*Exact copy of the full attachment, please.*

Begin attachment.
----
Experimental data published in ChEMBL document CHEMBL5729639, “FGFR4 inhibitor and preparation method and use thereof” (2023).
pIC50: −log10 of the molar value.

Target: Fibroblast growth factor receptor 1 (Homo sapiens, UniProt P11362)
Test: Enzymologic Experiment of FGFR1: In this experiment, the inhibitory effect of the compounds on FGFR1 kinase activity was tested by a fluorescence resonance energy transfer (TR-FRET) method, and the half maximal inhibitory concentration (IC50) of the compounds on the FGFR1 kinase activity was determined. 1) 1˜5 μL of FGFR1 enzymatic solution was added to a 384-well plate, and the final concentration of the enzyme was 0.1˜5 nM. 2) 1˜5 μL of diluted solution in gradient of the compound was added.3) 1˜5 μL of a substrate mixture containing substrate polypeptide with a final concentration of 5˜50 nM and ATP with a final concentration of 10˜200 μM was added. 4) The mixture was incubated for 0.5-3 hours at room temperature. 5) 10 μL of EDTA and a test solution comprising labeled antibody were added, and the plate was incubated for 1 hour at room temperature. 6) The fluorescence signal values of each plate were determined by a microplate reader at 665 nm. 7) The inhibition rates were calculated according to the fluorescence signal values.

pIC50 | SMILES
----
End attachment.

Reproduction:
Experimental data published in ChEMBL document CHEMBL5729639, “FGFR4 inhibitor and preparation method and use thereof” (2023).
pIC50: −log10 of the molar value.

Target: Fibroblast growth factor receptor 1 (Homo sapiens, UniProt P11362)
Test: Enzymologic Experiment of FGFR1: In this experiment, the inhibitory effect of the compounds on FGFR1 kinase activity was tested by a fluorescence resonance energy transfer (TR-FRET) method, and the half maximal inhibitory concentration (IC50) of the compounds on the FGFR1 kinase activity was determined. 1) 1˜5 μL of FGFR1 enzymatic solution was added to a 384-well plate, and the final concentration of the enzyme was 0.1˜5 nM. 2) 1˜5 μL of diluted solution in gradient of the compound was added.3) 1˜5 μL of a substrate mixture containing substrate polypeptide with a final concentration of 5˜50 nM and ATP with a final concentration of 10˜200 μM was added. 4) The mixture was incubated for 0.5-3 hours at room temperature. 5) 10 μL of EDTA and a test solution comprising labeled antibody were added, and the plate was incubated for 1 hour at room temperature. 6) The fluorescence signal values of each plate were determined by a microplate reader at 665 nm. 7) The inhibition rates were calculated according to the fluorescence signal values.

pIC50 | SMILES